This novel is pretty much a model of what YA Space Opera should be: a bit melodramatic, a bit realistic, a bit magical, and very escapist.
It has a nicely complex conflict, with DJ and Paul trying to escape the repressive, corporate-focused mining colony that restricts their lives and at the same time find DJ’s father, missing on a mysterious and possibly deadly mission. Meanwhile Derek, DJ’s father, is on a similar undertaking with less distinct objectives, and the two paths weave cleverly around each other until they meet, as we knew they would, at the end.
Like many Sci-Fi stories, this tale slips over the line into Fantasy; DJ the wizard with his magical ability to hack any computer system makes it easy for the author to move the plot along.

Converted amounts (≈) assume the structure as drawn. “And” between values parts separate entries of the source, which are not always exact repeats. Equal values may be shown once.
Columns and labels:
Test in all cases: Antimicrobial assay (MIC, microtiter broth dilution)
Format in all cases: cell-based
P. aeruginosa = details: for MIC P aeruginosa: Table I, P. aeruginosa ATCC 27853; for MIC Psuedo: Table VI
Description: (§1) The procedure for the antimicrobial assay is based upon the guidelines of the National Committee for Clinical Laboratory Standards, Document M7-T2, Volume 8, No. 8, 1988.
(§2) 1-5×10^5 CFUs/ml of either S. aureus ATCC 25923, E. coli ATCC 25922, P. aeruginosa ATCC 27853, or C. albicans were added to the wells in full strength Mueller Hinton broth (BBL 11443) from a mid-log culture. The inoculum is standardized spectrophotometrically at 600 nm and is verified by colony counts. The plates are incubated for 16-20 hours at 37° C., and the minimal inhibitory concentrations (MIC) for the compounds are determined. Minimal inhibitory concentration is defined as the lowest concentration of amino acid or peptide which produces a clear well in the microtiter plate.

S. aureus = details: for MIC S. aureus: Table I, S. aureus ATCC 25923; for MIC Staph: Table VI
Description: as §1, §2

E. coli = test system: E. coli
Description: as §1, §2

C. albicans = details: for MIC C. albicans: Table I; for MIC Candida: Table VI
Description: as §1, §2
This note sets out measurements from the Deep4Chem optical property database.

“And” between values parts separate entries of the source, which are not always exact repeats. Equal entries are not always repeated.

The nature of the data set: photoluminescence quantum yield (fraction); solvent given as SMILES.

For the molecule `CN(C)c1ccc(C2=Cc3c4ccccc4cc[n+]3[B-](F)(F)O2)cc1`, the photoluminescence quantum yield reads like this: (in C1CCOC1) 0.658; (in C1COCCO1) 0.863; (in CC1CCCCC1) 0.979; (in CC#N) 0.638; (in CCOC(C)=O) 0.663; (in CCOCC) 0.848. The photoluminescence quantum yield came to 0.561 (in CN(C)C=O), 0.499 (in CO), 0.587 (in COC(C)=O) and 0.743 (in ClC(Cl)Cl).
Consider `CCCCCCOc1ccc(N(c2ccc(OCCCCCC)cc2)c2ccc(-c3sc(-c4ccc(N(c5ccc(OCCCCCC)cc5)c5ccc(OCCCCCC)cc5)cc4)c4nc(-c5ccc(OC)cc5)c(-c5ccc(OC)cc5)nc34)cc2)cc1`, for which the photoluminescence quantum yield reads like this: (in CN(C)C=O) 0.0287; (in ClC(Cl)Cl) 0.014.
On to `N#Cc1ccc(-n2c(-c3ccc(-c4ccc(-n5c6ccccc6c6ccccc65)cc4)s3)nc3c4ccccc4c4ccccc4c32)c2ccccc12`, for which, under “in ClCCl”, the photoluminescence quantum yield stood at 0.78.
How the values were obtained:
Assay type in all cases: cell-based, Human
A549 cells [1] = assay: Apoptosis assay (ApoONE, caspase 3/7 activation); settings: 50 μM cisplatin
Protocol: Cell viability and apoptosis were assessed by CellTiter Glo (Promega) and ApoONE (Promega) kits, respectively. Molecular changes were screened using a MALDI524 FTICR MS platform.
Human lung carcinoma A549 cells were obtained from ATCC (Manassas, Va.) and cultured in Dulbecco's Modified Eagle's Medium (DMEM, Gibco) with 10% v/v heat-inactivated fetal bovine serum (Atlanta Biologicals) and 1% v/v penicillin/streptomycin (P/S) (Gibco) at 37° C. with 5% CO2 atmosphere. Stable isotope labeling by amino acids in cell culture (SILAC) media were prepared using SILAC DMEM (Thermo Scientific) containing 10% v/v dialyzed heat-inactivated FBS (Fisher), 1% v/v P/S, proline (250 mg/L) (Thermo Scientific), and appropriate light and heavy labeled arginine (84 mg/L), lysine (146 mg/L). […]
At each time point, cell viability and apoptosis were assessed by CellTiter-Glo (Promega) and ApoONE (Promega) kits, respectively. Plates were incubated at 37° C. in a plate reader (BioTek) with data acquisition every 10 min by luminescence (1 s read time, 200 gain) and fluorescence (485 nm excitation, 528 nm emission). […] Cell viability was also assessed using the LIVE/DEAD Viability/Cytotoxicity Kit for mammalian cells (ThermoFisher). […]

But the main attraction of the book is the characterization. DJ and Paul are the typical teenage duo: unpopular computer nerd and popular sports hero. The huge, cold physical and commercial environment they traverse is peppered with warm, realistic people, all with their own problems and goals. A standout is their fellow-stowaway, Maya, who is feisty and talented and appears and disappears like a wraith with her own kind of magic.
The more sophisticated reader will note that this tale takes the conventions of Space Opera a bit for granted: hopping from planetary metropolis to space station to colony outback farm with no pauses, like city folk jumping into a taxi at a whim. As mentioned above, more fantasy than perhaps the average mature reader wants.
But this is Young Adult, and other readers are probably willing to drop their inhibitions for the chance of a good, old-fashioned escape from reality.(5 / 5)